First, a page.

Jeff Bezos, Facebook LINKED to DARPA’s data gathering and privacy invasion program

Amazon founder and Executive Chairman Jeff Bezos was linked by a report to the United States Department of Defense's Defense Advanced Research Projects Agency (DARPA) and its pet project Lifelog, a social media platform that was used to gather vast amounts of user information and the government's move to develop "next-generation anti-terrorism tools."

According to the project, cameras and microphones would capture what the user sees or hears and sensors would record what he or she feels. Global positioning satellite sensors would log every movement. Biomedical sensors would monitor vital signs. E-mails, instant messages, web-based transactions, telephone calls and voicemails would be stored. Mail and faxes would be scanned. Links to every radio and television broadcast heard and every newspaper, magazine, book, Web site or database seen would be recorded.

The said project was eventually canceled on February 4, 2004, after receiving massive backlash concerning privacy invasion and overreach of the system. Incidentally, the day it was shut down was the very day that Facebook was launched to the public. The report indicates that LifeLog may have been resurrected via Facebook.

The story becomes more mysterious as it is revealed that Bezos has a family tie to DARPA. His grandfather Lawrence Preston Gise was a founding member of this agency.

In 2018, it was revealed that Facebook has been engaging in a secretive data-sharing agreement with Amazon, contradicting its privacy policies.

According to Business Insider, Facebook had undisclosed deals with about 150 companies, including Amazon, giving them privileged access to user data. The documents revealed that as of 2017, Amazon was able to get people's names and emails via their Facebook friends, a practice that Facebook said it put an end to in 2014.

Meanwhile, Amazon supplied Facebook with contact lists to help the social network suggest more friend recommendations. The e-commerce firm told the New York Times that it used user data appropriately, but declined to comment on exactly how its partnership with Facebook worked.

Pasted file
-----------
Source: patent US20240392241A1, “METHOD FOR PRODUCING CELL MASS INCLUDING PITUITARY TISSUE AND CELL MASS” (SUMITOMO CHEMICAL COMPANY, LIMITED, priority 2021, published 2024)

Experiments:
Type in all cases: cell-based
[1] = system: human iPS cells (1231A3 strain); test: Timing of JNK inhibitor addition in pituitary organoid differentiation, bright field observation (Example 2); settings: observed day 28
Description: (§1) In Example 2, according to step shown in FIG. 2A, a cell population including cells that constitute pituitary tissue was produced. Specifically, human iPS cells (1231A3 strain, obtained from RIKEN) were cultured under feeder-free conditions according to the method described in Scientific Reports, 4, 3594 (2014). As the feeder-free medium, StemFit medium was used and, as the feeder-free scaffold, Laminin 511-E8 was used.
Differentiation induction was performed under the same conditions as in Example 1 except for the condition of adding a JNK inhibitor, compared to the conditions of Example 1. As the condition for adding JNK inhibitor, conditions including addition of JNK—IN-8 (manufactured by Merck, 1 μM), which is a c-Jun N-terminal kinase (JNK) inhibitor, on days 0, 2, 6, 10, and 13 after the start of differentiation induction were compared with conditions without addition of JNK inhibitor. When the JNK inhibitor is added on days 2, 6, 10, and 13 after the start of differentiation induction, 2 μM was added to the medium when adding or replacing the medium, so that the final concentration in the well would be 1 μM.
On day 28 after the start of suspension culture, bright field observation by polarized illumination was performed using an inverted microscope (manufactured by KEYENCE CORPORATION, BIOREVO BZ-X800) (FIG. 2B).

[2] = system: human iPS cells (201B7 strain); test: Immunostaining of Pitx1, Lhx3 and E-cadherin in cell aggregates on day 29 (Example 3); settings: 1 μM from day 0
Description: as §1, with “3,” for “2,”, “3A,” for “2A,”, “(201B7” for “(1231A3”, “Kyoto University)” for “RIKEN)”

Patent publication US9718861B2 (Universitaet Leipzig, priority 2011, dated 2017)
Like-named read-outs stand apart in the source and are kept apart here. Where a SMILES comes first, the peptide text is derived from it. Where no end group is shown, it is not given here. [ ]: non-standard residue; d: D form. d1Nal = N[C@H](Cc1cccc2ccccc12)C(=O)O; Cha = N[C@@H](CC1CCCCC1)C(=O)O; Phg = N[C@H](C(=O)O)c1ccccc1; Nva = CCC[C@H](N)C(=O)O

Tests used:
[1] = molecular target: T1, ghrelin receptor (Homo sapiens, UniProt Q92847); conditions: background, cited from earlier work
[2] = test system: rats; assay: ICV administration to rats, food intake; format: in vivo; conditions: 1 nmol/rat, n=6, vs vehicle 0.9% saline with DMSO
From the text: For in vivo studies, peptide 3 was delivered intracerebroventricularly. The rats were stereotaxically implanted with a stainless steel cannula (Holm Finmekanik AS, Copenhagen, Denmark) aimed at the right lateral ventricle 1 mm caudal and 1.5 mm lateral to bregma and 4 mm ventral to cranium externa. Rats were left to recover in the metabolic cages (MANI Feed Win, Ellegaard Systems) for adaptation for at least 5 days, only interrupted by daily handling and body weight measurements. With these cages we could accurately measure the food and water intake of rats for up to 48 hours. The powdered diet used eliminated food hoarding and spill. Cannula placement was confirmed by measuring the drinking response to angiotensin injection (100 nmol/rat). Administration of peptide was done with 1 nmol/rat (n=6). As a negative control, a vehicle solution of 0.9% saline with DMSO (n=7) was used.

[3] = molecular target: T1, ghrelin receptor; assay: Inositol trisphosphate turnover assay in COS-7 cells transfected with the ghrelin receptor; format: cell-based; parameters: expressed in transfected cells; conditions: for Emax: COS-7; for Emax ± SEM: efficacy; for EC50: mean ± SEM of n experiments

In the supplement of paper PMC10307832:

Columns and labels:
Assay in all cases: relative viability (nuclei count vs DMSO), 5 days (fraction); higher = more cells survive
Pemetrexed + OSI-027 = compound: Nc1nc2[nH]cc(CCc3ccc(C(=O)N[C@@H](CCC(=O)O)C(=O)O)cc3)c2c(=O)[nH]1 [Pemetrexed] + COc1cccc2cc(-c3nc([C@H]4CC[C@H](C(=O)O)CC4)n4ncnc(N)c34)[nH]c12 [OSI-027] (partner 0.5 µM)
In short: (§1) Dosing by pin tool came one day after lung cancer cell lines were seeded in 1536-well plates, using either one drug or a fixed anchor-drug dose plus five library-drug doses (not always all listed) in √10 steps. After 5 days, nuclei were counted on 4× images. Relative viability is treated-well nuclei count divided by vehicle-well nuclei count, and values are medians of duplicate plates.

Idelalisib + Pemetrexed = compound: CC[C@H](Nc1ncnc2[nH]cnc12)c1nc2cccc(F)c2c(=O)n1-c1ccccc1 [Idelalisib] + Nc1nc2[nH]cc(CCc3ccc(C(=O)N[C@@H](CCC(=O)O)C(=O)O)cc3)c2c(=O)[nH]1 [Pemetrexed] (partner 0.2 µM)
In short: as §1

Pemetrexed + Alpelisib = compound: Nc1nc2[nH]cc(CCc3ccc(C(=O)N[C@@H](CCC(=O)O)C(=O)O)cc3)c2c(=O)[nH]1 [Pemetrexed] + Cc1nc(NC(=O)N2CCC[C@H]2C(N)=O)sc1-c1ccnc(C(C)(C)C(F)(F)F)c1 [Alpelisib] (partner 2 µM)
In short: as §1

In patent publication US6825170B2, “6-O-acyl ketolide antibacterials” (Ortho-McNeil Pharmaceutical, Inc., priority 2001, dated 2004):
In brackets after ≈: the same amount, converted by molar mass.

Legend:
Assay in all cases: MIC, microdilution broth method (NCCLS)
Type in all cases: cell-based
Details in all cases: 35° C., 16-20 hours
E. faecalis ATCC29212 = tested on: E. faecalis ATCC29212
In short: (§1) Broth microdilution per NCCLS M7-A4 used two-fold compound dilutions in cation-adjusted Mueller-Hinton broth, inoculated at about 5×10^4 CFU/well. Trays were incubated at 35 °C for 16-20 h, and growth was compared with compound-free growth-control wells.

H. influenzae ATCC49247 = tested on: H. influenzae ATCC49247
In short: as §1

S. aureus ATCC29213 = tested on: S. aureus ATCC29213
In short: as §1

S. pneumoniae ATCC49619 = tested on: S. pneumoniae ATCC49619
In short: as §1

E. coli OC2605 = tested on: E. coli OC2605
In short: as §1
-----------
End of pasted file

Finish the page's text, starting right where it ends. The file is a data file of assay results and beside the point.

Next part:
Moreover, when Bezos' grandfather served as the head of the Atomic Energy Commission, he reportedly lost 300 pounds of uranium, a naturally occurring radioactive element used in the production of nuclear fuel, which is used in nuclear power reactors all over the world. Three years later, Israel tests out its first nuclear weapon.

The important events may have indirectly disclosed the hidden connections between Big Tech and Big Government and how they surveil the American people.

Bezos bought a website eerily similar to Facebook in 1998, then killed it

Launched in 1996, PlanetAll was arguably the first social networking site. By the time Amazon acquired it in 1998, the company had 1.5 million users and was adding thousands more every day.

PlanetAll co-founder Warren Adams was president of his fraternity at Colgate University and a social butterfly who wanted to keep in touch with the friends he'd made as an undergrad. After finishing Harvard Business School in 1995 and starting work as a consultant, he met his future business partner, Brian Robertson. Together, they signed a lease on an office in the back of St. Peter's Episcopal Church in Cambridge.

By 1997, PlanetAll had 340,000 users and 7,000 more were joining every day, according to the Boston Globe. Nearly one-third of users were from outside North America. Fiscal year revenues topped $500,000. That summer, the company raised $4.5 million in its first investment round. Users mainly joined to find friends with whom they had lost touch. Other major internet players, such as GeoCities, which PlanetAll would later partner with, connected mostly strangers.

It was a platform that would want "to make the world a smaller place by helping people effortlessly find and stay in touch with friends, colleagues and groups important to them," PlanetAll's goal was world domination. In a statement, Bezos praised the site and said: "PlanetAll is the most innovative use of the Internet I've seen."

But years later, it was basically a memory as Bezos did not develop it. Eight years after that, Facebook became the largest social network in the world.

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